Forum for Science, Industry and Business

Sponsored by:     3M 
Search our Site:

 

Tipping the Balance of Prion Infectivity

21.08.2003


Two important questions face biologists studying the infectious proteins called prions: What stops prions that infect one species from infecting another species and what causes the invisible transmission barrier between species to fail sometimes?



In experiments with yeast prions reported in this week’s issue of Nature, Howard Hughes Medical Institute researchers have shown how point mutations in prions — which do not compromise their infectivity — can nevertheless cause prions to alter the specificity of the yeast strain that they infect.

According to the researchers, their findings point the way to studies that could begin to clarify the factors that determine whether a prion specific to cattle that causes bovine spongiform encephalopathy (BSE), or mad cow disease, might become infectious to humans.


The studies also suggest a new approach for treating disorders such as Alzheimer’s disease that involve aberrant protein folding, said the researchers. It might be possible to develop drugs that would influence toxic proteins that aggregate into brain-clogging plaque to fold into less toxic versions, they said.

The researchers, which included Howard Hughes Medical Institute (HHMI) investigator Jonathan Weissman, Peter Chien, HHMI predoctoral fellow Angela DePace and Sean Collins at the University of California, San Francisco, reported their findings in the August 21, 2003, issue of the journal Nature.

Unlike bacteria and viruses, prions consist only of aberrant proteins that misfold themselves into forms that, in turn, induce their normal counterparts to misfold. In mammalian prion infections, these abnormal, insoluble proteins trigger protein clumping that can kill brain cells. In humans, clumping causes fatal brain-destroying human diseases such as Creutzfeldt-Jakob disease and kuru, and in animals it causes BSE and scrapie.

In the yeast cells used as research models by Weissman and his colleagues, the insoluble prion merely alters a cell’s metabolism. In previous studies of yeast prions, Weissman and his colleagues created a “chimeric” prion consisting of stitched-together pieces of prions that infected either of two yeast strains — Saccharomyces cerevisiae (Sc) or Candida albicans (Ca). The researchers found this chimeric protein to be “promiscuous” — capable of infecting either strain of yeast, depending on which one it was introduced into. The chimeric protein gave the researchers an opportunity to explore in detail why transmission barriers exist in yeast prions, which may help researchers understand the basis of species barriers that affect mammalian prions.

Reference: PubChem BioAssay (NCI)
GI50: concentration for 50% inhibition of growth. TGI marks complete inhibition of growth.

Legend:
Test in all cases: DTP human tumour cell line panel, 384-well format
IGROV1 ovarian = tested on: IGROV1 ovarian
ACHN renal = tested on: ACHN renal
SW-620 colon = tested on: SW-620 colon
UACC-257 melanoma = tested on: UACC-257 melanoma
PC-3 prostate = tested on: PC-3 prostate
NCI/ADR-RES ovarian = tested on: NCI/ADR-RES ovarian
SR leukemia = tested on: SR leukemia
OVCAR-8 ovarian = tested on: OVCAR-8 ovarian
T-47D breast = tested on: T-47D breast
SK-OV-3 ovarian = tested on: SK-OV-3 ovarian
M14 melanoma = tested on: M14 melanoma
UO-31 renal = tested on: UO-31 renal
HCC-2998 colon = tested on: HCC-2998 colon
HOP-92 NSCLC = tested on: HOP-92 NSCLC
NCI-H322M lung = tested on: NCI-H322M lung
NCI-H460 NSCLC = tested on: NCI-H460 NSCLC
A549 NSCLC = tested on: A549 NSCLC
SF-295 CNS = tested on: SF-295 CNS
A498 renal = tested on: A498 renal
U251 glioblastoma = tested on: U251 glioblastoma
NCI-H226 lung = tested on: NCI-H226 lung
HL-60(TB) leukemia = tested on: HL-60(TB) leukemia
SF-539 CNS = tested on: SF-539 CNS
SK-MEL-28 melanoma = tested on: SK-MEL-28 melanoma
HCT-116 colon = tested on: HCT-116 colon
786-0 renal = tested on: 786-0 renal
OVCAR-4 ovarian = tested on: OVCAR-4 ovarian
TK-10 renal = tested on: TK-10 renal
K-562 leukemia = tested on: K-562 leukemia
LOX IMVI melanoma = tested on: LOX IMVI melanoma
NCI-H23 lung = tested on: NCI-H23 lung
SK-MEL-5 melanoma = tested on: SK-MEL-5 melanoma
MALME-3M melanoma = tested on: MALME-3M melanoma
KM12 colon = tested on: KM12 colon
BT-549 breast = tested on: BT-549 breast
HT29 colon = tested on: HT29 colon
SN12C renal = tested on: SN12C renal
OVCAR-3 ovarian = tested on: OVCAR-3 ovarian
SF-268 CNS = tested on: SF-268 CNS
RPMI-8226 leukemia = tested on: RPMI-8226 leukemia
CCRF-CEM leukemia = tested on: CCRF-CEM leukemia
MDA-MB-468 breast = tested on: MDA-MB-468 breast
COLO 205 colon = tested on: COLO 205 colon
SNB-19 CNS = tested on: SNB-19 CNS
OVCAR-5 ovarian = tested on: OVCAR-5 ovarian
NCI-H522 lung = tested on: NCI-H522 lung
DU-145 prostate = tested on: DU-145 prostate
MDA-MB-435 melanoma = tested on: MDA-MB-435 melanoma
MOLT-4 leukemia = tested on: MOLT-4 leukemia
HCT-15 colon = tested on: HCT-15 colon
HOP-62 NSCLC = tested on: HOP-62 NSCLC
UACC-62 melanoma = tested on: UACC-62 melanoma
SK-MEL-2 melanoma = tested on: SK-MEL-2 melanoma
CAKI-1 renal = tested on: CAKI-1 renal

“It was known that very small mismatches, only a few amino acids, in a prion protein could cause a transmission barrier,” said Weissman. “It was also known that some proteins can misfold into multiple different types of prions, and that the specific shape of a prion is a key determinant of transmission barriers. But what wasn’t understood was why, when you change the sequence, you would get a new transmission barrier.”

In their initial experiments, working with pure proteins, the researchers found that even changes in temperature could affect which infective form their chimeric prion assumed. Thus, they theorized, subtle mutations could cause species specificity by favoring one folded form over another.

“We hypothesized that if something as minor as a slight temperature change could affect which misfolded form the prion went into, if we could slow down which folding route the prion took, we could change the specificity of its infectivity,” said Weissman.

“It’s like the Pachinko game in which a ball flipped into play can fall into one of a number of wells,” said. “A mutation in the prion produces a preferred misfolding — like tipping the Pachinko ball one way or another so that it affects which well the ball tends to fall into.”

To explore their hypothesis, the researchers created subtle mutations in the chimeric prion. These mutations caused the prion to be slower in adopting the folded conformation that infected either the Sc or Ca strains of yeast. They found that these mutations created a transmission barrier — such that for example, the chimeric prion mutated to favor the Sc-infecting form no longer infected the Ca yeast strain. Importantly, the researchers found this effect both in test tube mixtures of the prions and in the yeast cell cultures themselves.

The findings emphasize the importance of looking beyond just the sequence of a prion protein in asking whether species barriers might be crossed. “Practically speaking, these findings mean that you can’t just ask the question of whether people are protected from mad-cow disease because cows are different from people,” Weissman said. “Rather, the answer depends on which type of cow prion it is. Studies must focus as much on the strain of the misfolded form as on what animal it is coming from.

“Our studies of yeast prions argue in a very concrete and definitive way — together with the extensive animal studies of mammalian prions — that this mutational effect on conformation is a major mechanism driving the origin of species barriers. And these findings begin to answer some of the questions of why new species barriers arise so quickly,” said Weissman.